Hot rolling and cold rolling are two methods of shaping steel. During the hot-rolling process, steel is heated to its melting point while being worked, changing the composition of the steel to make it more malleable. During cold rolling, the steel is annealed, or exposed to heat and allowed to cool, which improves ductility. The steel is then shaped at room temperature, greatly increasing the hardness of the finished product.
During hot rolling, steel is heated to just beneath its melting point and then repeatedly subjected to rolling, making it thinner and longer. This process reconfigures the crystalline structure of the steel, making it much softer and more malleable. Once the steel has been rolled, it's subjected to a descaling process that removes oxidized iron from the surface of the steel. Then a roughing process heats the steel one last time for finished rolling. The steel can reach temperatures of up to 2,100 degrees Fahrenheit during the roughing process. Finally the steel is descaled again and finished to the thickness of the final product.
Hot Enough to Handle
Hot-rolled steel is malleable and perfect for industrial applications such as structural beams, rail tracks and sheet metal. Hot-rolled steel has a blue-gray appearance and a rough feel once it completes the rolling process and will remain malleable and soft. Because the steel retains its ductility, it can be molded into very precise or distinct shapes. Hot rolling is also the preferred process for larger steel shapes as compared to cold rolling.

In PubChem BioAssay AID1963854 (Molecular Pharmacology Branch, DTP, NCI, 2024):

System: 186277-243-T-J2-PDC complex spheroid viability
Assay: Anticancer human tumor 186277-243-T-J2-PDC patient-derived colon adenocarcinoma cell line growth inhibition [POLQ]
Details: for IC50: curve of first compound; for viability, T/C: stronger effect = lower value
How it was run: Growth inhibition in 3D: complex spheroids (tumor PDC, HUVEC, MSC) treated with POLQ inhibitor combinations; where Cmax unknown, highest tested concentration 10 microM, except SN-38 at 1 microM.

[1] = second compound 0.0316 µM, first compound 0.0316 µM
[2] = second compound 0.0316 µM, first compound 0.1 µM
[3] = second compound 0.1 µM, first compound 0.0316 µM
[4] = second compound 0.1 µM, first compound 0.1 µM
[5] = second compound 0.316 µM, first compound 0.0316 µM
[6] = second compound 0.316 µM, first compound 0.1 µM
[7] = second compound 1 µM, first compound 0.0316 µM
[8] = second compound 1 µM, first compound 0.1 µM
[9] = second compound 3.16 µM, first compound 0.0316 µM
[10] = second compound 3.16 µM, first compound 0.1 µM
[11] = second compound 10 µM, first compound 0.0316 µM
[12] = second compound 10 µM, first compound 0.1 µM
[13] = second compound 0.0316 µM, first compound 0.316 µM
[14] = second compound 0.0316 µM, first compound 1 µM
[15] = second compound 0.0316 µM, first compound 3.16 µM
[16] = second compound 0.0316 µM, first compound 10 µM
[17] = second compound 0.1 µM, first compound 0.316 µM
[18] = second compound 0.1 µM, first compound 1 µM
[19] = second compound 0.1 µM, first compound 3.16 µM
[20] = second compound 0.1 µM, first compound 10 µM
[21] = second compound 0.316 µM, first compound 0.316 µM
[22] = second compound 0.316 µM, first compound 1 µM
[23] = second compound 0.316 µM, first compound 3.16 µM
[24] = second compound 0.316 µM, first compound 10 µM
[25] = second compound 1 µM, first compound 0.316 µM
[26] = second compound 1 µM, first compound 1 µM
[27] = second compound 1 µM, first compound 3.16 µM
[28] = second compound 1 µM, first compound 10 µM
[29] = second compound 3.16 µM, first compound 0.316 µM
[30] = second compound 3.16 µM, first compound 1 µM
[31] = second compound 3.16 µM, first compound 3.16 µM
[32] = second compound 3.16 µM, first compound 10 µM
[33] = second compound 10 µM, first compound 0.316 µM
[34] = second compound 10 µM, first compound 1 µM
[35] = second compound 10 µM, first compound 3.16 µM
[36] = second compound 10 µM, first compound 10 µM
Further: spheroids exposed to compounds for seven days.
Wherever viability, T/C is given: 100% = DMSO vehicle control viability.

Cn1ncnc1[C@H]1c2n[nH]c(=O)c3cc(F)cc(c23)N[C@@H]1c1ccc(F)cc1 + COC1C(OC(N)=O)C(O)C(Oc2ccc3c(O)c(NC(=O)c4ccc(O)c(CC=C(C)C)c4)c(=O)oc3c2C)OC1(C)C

Taste My Cold Steel
Cold rolling processes steel into basic shapes such as tubes, squares and sheets without heat, which ensures that the steel maintains an incredibly high level of strength and resilience. In the process of cold rolling, the steel is annealed, during which coils heat the steel to its melting point. The steel is then allowed to cool slowly to room temperature in still air. This annealing process recrystallizes the steel for greater ductility, but because the steel is worked at room temperature, it maintains its strength. Working cold-rolled steel is much more difficult than working hot-rolled steel, so only basic shapes are possible.
Cool Under Pressure
Cold-rolled steel is ideal for applications in which a strong, smaller format shape is desired. Materials ranging from the sheet metal in cars to the tubing in bicycle frames can be created from cold-rolled steel. The finished material appears dark gray and has a smooth, reflective surface that is resistant to corrosion, thanks to a stable oxidation film on the surface of the finished steel. Cold-rolled steel is also up to 20 percent stronger than hot-rolled steel, making it ideal for parts that require minimal mechanical fluctuation under pressure.
About the Author
Max Roman Dilthey is a science, health and culture writer currently pursuing a master's of sustainability science. Based in Massachusetts, he blogs about cycling at MaxTheCyclist.com.